The text of this article from 2012 after an attack is particularly helpful in providing information about why chimpanzees are so strong, explaining that the muscle fibers closest to the bones are much longer and more dense in chimpanzees than humans, presumably making those muscles much more powerful.

When the chimpanzees arrived at Chimpanzee Sanctuary Northwest in 2008, their muscles were atrophied or had never fully developed from lack of use, but all of the chimpanzees were still stronger (in many ways) than any of us humans could ever hope to be.

Jody Before

Jody on the day she arrived at Chimpanzee Sanctuary Northwest

I often wonder what it felt like to use those muscles exploring their new sanctuary home. To feel them engage while running and climbing and displaying, and then to feel their strength building over time.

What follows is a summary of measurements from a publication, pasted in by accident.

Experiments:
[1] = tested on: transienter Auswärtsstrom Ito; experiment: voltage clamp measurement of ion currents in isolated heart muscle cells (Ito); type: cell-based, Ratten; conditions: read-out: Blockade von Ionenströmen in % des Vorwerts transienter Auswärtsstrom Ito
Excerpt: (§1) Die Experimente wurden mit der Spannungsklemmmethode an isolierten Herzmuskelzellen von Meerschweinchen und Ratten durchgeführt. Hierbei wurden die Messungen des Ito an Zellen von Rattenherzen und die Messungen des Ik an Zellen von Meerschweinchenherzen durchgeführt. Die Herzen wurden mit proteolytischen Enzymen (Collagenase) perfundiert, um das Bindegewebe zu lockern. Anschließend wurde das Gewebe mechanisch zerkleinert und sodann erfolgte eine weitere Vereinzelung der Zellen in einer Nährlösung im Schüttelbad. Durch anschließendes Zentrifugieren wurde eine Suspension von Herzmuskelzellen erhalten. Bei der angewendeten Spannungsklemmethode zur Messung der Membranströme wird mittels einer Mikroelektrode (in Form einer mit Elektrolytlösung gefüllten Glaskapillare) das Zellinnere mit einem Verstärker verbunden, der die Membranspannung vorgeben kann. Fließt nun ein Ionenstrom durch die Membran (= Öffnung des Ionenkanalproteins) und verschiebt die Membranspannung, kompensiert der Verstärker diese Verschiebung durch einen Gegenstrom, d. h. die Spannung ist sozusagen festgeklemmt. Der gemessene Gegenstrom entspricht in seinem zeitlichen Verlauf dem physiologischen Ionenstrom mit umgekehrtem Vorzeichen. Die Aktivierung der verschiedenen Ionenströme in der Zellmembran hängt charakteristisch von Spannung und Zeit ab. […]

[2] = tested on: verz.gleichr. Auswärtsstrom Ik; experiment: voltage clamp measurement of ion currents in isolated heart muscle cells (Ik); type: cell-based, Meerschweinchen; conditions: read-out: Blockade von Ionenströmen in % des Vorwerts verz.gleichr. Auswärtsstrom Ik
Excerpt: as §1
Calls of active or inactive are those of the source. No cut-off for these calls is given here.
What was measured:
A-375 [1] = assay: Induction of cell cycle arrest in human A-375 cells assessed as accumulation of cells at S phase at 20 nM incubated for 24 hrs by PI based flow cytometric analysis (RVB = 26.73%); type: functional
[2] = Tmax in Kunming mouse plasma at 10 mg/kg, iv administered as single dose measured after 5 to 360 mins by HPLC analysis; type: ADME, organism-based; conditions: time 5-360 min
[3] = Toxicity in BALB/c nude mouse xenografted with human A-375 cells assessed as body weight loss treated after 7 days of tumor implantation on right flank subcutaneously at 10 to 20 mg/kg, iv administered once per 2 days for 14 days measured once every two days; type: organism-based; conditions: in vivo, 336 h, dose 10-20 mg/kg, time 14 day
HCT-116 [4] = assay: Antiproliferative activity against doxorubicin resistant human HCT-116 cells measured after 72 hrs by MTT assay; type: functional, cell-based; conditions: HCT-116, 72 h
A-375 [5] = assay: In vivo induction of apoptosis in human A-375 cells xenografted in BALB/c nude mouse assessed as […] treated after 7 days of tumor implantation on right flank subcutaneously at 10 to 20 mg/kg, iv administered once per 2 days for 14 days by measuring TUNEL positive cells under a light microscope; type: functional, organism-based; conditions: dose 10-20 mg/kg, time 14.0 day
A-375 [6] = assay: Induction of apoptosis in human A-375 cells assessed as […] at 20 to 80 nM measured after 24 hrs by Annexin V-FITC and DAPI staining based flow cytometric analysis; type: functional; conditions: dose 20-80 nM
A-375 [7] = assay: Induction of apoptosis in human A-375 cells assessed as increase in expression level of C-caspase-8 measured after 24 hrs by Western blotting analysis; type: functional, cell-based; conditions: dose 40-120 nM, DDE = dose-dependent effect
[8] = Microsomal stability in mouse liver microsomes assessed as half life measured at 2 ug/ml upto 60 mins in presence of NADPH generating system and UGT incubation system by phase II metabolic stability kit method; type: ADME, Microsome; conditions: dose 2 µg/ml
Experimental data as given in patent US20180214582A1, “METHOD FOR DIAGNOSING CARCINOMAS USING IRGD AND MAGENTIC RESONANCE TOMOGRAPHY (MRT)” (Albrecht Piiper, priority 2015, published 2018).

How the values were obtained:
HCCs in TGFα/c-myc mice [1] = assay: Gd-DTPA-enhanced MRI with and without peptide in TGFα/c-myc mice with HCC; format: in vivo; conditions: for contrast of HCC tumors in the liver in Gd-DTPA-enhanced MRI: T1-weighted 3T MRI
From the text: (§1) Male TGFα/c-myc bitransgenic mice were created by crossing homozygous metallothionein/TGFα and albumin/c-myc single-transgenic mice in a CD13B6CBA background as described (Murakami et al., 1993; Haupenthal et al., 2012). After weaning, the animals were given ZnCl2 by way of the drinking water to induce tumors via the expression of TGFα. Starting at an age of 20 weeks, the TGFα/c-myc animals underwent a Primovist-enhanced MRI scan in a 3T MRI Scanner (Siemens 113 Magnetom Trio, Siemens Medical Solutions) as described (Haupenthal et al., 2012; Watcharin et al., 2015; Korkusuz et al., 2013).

chimpanzees climbing

 

It must have felt both strange and exhilarating.

 

Here’s a tribute to respecting chimpanzee strength with some muscle shots of each of the chimpanzees at the sanctuary:

 

Annie’s shoulders:

Annie walking

 

We got a clear  view of Burrito’s chest muscles after he was shaved for his medical exam this past summer:

Burrito bare chest

 

Even petite Foxie has incredible upper body strength:

Foxie close-up arm muscles

 

Hanging like this doesn’t take much effort at all by Jamie:

Jamie hanging

 

Jody’s certainly not the most athletic chimpanzee, but, when motivated, she uses those muscles to get her where she wants to go:

Jody climbing

 

Same with Negra – she doesn’t tend to exert any more energy than necessary, but she’s pretty buff even under her more “squishy” parts:

Negra arm

Negra climbing

 

And then there’s Missy, who uses her muscles, particularly her strong legs, as often as she can:

Missy tightrope